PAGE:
Voyage Van Gogh

The most significant, as far as producing paintings go, in Van Gogh’s career: Arles, Saint Remey and Auver sur-Oise are among my favorites!  When I found out that Van Gogh went to Arles in southern France in February 1888 to fulfill his dream of an Artist’s colony.! In February of 2002, 150 years later to the day, I went to Arles to take my Voyage Van Gogh one big step further.  In addition to my own paintings, I often painted many of the same paintings Van Gogh painted in that particular location.  For example in Arles, I painted Café Terrace, Starry Night along the Rhone, and Van Gogh’s Chair.

at-cafe-terrace  After visiting Van Gogh’s room in Saint-Rémy-de-Provence and walking the grounds, I painted a replica of Starry Night. For me, the most dramatic part of the Voyage Van Gogh was Auvers-sur-Oise.  The inspiration was in abundance with the many structures appearing much the same as when Van Gogh painted them in his final days.


I painted this in Arles, France after Van Gogh’s “Cafe La Nuit.”

A little misty eyed I stared lifeless into the small upstairs bedroom of the Ravoux Inn where Van Gogh died and every night I would pass by the Gothic Notre Dame D’Auvers on my nightly walk to Van Gogh’s gravesite.  I have been fortunate tobe able to have traveled extensively to personally view and study Van Gogh’s oeuvres.  So far on my Voyage Van Gogh I have viewed over 90% of all Van Gogh’s works of art available to the public, totaling over 1400 pieces.  Voyage Van Gogh Articles

$82.5 Million Painting

Painted after Van Gogh.  Portrait of Dr. Gachet.

Dr. Gachet watched over Van Gogh in Auvers-sur-Oise.  Van Gogh painted two versions. In 1990, the other version sold for $82.5 million. I sold this painting for a much, much, smaller fortune. Ironically, I still got more for my painting than Van Gogh got for his – of course he was dead….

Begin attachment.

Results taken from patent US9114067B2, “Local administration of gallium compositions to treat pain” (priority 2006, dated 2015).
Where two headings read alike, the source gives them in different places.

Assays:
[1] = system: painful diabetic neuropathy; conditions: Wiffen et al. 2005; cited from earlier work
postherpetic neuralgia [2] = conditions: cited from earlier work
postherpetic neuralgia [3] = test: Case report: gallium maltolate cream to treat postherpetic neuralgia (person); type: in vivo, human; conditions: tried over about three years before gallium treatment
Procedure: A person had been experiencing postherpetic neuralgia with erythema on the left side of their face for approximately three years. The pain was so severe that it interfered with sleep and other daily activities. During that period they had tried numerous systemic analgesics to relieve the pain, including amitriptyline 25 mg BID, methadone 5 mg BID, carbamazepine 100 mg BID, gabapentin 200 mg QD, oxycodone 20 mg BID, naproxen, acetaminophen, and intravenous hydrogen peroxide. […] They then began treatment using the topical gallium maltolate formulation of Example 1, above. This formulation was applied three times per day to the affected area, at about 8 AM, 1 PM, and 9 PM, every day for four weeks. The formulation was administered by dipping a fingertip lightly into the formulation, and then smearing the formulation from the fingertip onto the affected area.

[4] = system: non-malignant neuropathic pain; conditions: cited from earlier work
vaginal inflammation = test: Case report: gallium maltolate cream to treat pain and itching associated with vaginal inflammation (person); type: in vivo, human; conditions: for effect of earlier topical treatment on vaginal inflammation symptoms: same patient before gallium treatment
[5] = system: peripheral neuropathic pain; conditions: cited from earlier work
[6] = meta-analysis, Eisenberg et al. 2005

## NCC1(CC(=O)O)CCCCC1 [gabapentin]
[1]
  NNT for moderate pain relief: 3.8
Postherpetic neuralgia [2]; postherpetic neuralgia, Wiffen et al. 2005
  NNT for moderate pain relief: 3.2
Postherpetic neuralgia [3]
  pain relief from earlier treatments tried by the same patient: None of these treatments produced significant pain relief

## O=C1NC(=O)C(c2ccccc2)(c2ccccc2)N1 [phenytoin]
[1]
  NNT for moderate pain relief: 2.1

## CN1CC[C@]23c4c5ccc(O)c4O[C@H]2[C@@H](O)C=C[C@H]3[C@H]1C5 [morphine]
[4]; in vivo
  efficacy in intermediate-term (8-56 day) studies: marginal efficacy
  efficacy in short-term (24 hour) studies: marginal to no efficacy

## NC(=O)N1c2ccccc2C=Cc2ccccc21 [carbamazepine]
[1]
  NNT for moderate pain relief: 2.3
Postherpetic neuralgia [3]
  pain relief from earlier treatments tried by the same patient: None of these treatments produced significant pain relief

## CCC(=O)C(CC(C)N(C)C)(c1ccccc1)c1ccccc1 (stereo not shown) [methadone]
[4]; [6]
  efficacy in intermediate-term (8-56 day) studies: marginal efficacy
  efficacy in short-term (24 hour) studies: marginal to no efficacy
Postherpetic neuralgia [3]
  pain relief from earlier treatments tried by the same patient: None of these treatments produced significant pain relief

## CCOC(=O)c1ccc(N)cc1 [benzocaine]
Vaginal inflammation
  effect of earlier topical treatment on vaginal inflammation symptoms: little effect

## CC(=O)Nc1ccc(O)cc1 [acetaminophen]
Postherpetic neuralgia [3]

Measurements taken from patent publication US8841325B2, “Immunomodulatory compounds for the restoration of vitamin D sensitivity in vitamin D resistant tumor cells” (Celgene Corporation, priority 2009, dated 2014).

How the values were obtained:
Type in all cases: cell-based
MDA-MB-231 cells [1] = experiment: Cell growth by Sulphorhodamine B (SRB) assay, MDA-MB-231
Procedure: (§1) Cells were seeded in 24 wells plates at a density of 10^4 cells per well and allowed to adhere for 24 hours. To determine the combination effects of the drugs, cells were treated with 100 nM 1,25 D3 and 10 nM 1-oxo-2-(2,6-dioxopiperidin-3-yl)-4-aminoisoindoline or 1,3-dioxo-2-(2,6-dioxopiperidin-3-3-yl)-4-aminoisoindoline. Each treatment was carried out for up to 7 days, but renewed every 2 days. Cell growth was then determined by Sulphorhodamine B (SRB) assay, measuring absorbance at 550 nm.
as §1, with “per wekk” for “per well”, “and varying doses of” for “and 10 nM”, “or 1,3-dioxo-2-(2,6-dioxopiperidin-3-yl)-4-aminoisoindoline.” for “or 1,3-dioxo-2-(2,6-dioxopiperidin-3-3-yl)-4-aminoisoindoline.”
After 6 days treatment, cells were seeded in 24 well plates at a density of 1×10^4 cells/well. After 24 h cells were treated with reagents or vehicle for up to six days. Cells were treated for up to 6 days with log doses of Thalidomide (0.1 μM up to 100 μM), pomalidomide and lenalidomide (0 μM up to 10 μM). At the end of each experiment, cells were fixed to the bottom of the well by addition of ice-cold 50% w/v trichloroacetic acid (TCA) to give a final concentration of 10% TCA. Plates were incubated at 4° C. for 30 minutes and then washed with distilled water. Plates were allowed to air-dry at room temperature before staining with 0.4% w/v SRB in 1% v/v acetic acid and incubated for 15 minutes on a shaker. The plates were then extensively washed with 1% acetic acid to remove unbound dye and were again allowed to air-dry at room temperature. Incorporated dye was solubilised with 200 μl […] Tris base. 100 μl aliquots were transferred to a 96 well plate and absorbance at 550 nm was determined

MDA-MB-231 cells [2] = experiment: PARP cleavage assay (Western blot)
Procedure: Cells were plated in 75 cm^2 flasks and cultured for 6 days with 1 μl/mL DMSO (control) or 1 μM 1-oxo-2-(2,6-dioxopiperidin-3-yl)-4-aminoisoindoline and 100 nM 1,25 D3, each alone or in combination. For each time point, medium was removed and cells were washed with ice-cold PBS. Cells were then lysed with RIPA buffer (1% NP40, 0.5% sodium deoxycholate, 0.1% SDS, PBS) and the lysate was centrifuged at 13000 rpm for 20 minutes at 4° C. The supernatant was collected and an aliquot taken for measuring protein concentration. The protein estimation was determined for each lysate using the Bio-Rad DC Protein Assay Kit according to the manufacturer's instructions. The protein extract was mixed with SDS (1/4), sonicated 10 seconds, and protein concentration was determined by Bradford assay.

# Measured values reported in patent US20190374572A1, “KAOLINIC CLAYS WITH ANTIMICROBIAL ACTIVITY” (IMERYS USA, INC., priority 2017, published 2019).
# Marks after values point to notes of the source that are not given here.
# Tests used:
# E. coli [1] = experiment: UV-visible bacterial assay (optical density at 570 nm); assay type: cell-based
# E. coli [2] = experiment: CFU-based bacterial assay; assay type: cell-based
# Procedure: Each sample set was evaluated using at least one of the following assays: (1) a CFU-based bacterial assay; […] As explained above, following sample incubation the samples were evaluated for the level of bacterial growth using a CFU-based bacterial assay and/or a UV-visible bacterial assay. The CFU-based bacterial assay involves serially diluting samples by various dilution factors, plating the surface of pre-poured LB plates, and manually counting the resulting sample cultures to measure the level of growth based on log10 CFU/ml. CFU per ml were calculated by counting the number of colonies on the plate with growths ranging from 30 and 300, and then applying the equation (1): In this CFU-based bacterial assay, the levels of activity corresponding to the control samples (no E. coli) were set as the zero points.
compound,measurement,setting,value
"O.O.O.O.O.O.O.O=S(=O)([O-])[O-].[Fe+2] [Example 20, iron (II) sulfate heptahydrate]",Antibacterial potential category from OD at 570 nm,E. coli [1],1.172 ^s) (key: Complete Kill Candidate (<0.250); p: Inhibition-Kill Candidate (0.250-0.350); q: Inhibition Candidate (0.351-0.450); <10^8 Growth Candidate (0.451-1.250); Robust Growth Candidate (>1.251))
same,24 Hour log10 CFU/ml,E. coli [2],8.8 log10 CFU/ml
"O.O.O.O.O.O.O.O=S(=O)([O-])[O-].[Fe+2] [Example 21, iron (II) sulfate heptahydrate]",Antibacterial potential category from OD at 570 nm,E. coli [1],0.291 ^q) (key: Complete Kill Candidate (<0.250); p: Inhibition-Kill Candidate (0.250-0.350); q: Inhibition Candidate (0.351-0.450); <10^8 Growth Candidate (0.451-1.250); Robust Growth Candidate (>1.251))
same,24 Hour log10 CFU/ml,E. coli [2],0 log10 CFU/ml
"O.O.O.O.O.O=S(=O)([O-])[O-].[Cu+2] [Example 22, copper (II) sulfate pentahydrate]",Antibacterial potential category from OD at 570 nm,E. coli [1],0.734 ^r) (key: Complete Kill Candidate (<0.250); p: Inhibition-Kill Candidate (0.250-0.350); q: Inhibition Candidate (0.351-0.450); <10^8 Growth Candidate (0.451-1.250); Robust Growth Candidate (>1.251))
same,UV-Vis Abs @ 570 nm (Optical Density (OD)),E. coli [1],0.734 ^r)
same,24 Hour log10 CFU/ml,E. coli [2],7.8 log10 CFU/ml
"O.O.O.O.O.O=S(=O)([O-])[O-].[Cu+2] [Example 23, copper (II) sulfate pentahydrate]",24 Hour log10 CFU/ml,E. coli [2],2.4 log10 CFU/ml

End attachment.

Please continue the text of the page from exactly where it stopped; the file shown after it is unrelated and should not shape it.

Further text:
Van Gogh’s Tomb and Wheatfield with Crows

I painted this painting after Van Gogh’s Wheatfield with Crows, in Auvers-sur-Oise, the town where he died and is buried. It was one of his last paintings.

On my final day there, I wanted to get a symbolic picture of my painting on his grave. The day was very dreary, but I thought I would try to get what I could of the picture. Van Gogh’s grave was a several mile walk from my horse stable domicile.

Midway on the journey, even before reaching Église Notre-Dame d’Auvers, the sky got very dark and the wind began blowing fiercely (like the strong mistral winds in Arles that Van Gogh so detested). Next, strikes of lightning flashed across the sky followed by very loud cracks of thunder. The painting was not completely dry and I tried to protect it as best I could, while fighting it from flapping in the wind and rain. I contemplated retreating to the horse stable because it was getting suspiciously eerie – I wondered if I was getting some sign not to go ahead with my plan.

After a brief pause, and a squinted look upward at an even darker sky, I decided to persevere anyway. Continuing my questionable trek to the cemetery, as it appeared on the horizon, the thunder and lightning dwindled.  The winds calmed and the sun began shooting beams of golden rays thru the clouds. By the time I got to Van Gogh’s grave, the sun was fully shining and it was a beautiful day!!! I took this as my sign that it was ok…Merci beaucoup Vincent! Et évidemment L’Omnipotent!


It’s an incredible feeling to lay down by side Van Gogh’s tomb and look up at the Starry Night…